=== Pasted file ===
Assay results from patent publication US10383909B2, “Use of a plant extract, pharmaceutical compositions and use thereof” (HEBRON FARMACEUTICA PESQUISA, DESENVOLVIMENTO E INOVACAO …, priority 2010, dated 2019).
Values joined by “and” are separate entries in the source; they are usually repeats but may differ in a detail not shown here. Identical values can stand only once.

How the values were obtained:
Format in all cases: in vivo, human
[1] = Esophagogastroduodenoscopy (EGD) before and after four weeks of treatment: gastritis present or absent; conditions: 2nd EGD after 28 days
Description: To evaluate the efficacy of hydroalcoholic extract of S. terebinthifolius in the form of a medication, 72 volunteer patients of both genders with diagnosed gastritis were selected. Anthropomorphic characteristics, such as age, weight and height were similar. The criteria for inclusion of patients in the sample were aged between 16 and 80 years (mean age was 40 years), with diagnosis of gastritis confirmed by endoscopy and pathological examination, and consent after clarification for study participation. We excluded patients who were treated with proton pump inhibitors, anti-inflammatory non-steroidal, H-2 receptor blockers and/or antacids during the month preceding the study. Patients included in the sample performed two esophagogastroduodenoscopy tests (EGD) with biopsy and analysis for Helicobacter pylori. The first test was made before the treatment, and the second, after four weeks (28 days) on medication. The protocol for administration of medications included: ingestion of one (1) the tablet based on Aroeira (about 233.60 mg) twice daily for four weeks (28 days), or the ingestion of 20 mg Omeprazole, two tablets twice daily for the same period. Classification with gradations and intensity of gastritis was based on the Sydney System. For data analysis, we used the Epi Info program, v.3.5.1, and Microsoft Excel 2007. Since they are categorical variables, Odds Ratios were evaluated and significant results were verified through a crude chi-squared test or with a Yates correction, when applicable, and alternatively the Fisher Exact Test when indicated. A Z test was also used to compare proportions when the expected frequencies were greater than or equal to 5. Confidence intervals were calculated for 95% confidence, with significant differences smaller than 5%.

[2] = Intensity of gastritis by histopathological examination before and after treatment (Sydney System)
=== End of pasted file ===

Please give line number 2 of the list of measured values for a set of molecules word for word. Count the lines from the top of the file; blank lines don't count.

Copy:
Values joined by “and” are separate entries in the source; they are usually repeats but may differ in a detail not shown here. Identical values can stand only once.